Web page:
Vermont Yankee employs 650 workers, about a third of whom live in Vermont. Another few hundred subcontractors rely on Vermont Yankee, as well, according to a recent study commissioned by the International Brotherhood of Electrical Workers.

Dubie said the seven-member Senate Finance Committee has no Republicans, which concerned him. He said he tried to get a Republican seated on the committee, but was outvoted 2-1. Dubie sits on the select Committee of Committees which makes committee assignments.

That lack of bipartisan representation on the committee, Dubie said, means that opposing viewpoints are often ignored.

After the vote, Gov. Jim Douglas told a small group of reporters that its outcome was predictable.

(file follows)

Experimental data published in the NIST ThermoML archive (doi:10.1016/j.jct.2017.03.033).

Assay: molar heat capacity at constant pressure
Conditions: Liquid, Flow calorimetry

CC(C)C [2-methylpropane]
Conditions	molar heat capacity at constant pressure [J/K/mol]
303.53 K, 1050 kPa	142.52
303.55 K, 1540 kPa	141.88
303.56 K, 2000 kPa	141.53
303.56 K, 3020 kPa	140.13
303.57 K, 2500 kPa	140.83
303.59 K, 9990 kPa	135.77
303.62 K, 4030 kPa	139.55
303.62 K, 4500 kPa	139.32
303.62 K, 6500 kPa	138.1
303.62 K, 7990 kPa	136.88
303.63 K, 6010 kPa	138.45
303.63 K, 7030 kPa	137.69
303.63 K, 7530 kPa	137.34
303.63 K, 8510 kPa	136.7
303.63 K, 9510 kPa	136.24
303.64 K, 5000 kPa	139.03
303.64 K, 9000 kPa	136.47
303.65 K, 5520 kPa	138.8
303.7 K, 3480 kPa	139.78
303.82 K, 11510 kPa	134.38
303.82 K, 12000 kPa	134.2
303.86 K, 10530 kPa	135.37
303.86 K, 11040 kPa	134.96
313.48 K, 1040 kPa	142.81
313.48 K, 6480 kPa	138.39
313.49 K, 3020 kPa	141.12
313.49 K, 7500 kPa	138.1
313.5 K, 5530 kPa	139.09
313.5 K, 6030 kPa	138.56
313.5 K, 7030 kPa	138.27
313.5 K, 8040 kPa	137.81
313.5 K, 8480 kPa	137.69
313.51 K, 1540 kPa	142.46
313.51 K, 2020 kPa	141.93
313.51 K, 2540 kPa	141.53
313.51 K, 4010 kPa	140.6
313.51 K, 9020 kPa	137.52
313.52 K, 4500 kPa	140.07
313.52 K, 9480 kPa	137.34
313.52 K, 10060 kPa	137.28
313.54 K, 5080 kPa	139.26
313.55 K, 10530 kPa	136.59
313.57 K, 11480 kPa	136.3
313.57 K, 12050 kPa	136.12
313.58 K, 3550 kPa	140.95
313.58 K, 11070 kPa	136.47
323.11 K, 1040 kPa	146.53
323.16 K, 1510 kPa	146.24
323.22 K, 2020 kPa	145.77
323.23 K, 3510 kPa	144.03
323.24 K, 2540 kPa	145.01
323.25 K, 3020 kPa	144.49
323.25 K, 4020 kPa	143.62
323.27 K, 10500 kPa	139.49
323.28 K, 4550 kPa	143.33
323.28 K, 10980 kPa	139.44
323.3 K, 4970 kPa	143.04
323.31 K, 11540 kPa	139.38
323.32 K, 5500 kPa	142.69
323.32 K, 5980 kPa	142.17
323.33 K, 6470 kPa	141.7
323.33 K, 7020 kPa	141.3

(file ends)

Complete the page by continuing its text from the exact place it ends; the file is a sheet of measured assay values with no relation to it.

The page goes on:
"The Senate is free to express its sentiment, but today's vote has little practical and legal impact," said Douglas. In fact, he said, it maintains the status quo. According to Act 164, the legislature must make an affirmative vote in order for the PSB to issue a final CPG.

"This vote in the Senate today was little more than theater," said Douglas.

As I pointed out yesterday, this is not the last we'll hear about Vermont Yankee's relicensure, but for sure the vote today in the Senate sends a clear message to VY's parent company Entergy: Thanks, but no thanks.

Sen. Matt Choate (D-Caledonia) indicated it was likely that House and Senate committees will continue to take testimony on Vermont Yankee-related issues.

Even Shumlin noted that any future legislature could revisit the issue, but for now he said the focus should be on ways to transition Vermont to an energy future that does not include nuclear power.